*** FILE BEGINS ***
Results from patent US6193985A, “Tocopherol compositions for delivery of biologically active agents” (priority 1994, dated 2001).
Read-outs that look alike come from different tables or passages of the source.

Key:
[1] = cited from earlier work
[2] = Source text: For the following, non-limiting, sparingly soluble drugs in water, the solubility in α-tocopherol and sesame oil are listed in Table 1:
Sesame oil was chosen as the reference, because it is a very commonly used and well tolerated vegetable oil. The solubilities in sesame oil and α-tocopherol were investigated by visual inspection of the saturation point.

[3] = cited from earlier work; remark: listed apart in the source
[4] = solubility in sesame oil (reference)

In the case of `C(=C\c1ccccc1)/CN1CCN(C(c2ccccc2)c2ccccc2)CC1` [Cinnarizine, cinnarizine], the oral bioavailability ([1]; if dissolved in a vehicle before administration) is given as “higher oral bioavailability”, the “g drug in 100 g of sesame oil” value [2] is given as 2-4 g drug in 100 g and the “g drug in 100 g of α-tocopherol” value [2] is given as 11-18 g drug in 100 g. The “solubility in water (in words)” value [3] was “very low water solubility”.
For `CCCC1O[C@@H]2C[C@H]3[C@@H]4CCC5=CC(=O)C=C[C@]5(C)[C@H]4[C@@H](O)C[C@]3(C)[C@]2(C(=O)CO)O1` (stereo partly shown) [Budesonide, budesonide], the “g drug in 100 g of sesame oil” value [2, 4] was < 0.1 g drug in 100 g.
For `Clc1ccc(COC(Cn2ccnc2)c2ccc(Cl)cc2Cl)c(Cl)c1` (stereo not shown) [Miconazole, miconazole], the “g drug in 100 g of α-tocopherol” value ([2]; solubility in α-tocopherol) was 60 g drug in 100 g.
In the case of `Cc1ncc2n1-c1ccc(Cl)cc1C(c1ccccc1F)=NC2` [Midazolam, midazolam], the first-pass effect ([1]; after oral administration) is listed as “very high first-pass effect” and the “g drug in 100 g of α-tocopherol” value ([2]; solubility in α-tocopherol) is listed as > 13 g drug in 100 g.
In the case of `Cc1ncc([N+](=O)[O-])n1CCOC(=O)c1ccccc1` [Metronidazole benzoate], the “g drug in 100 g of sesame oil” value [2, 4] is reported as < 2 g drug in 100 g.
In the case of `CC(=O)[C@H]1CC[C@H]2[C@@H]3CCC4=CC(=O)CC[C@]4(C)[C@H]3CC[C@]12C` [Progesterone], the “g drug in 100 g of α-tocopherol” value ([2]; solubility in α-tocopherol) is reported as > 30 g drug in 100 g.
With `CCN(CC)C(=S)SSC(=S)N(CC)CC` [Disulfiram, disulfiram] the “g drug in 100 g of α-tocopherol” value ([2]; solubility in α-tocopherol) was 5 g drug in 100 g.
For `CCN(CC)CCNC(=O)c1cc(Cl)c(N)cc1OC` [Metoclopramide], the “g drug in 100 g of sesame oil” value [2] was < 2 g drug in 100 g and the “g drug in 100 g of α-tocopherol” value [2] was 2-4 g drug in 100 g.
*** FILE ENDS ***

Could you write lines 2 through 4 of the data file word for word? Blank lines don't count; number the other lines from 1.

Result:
Read-outs that look alike come from different tables or passages of the source.

Key:
[1] = cited from earlier work